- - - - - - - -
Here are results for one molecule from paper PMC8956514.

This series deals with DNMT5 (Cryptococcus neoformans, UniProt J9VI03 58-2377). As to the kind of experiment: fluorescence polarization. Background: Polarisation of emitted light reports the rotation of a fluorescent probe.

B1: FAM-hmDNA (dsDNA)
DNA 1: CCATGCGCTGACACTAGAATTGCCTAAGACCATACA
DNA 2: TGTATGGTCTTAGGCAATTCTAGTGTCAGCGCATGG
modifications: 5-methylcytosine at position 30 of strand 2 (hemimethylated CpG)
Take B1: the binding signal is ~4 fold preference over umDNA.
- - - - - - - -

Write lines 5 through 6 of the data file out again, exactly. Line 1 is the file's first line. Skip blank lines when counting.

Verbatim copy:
DNA 2: TGTATGGTCTTAGGCAATTCTAGTGTCAGCGCATGG
modifications: 5-methylcytosine at position 30 of strand 2 (hemimethylated CpG)